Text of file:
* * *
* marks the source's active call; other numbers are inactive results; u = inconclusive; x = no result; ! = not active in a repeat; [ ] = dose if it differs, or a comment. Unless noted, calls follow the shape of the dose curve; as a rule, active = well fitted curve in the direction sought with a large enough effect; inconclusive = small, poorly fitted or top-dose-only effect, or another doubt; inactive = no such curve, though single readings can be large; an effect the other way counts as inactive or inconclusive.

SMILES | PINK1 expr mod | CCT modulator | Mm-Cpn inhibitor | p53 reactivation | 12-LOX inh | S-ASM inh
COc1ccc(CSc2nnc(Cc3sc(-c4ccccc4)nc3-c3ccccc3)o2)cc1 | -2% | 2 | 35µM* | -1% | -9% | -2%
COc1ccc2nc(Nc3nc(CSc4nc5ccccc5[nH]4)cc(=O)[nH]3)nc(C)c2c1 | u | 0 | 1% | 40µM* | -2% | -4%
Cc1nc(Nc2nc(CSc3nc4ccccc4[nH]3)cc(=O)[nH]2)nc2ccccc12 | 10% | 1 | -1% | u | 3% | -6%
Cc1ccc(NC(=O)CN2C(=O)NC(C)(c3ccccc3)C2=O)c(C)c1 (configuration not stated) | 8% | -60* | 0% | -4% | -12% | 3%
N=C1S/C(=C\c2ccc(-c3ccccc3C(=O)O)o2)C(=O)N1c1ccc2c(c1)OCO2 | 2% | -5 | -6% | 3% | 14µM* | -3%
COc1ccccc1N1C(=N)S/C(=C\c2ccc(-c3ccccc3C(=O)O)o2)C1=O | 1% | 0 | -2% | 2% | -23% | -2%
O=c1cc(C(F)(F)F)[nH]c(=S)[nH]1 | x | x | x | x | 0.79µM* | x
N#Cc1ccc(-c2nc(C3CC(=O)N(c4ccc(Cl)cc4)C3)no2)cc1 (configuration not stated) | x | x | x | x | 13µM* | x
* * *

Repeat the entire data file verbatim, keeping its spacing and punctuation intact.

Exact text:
* marks the source's active call; other numbers are inactive results; u = inconclusive; x = no result; ! = not active in a repeat; [ ] = dose if it differs, or a comment. Unless noted, calls follow the shape of the dose curve; as a rule, active = well fitted curve in the direction sought with a large enough effect; inconclusive = small, poorly fitted or top-dose-only effect, or another doubt; inactive = no such curve, though single readings can be large; an effect the other way counts as inactive or inconclusive.

SMILES | PINK1 expr mod | CCT modulator | Mm-Cpn inhibitor | p53 reactivation | 12-LOX inh | S-ASM inh
COc1ccc(CSc2nnc(Cc3sc(-c4ccccc4)nc3-c3ccccc3)o2)cc1 | -2% | 2 | 35µM* | -1% | -9% | -2%
COc1ccc2nc(Nc3nc(CSc4nc5ccccc5[nH]4)cc(=O)[nH]3)nc(C)c2c1 | u | 0 | 1% | 40µM* | -2% | -4%
Cc1nc(Nc2nc(CSc3nc4ccccc4[nH]3)cc(=O)[nH]2)nc2ccccc12 | 10% | 1 | -1% | u | 3% | -6%
Cc1ccc(NC(=O)CN2C(=O)NC(C)(c3ccccc3)C2=O)c(C)c1 (configuration not stated) | 8% | -60* | 0% | -4% | -12% | 3%
N=C1S/C(=C\c2ccc(-c3ccccc3C(=O)O)o2)C(=O)N1c1ccc2c(c1)OCO2 | 2% | -5 | -6% | 3% | 14µM* | -3%
COc1ccccc1N1C(=N)S/C(=C\c2ccc(-c3ccccc3C(=O)O)o2)C1=O | 1% | 0 | -2% | 2% | -23% | -2%
O=c1cc(C(F)(F)F)[nH]c(=S)[nH]1 | x | x | x | x | 0.79µM* | x
N#Cc1ccc(-c2nc(C3CC(=O)N(c4ccc(Cl)cc4)C3)no2)cc1 (configuration not stated) | x | x | x | x | 13µM* | x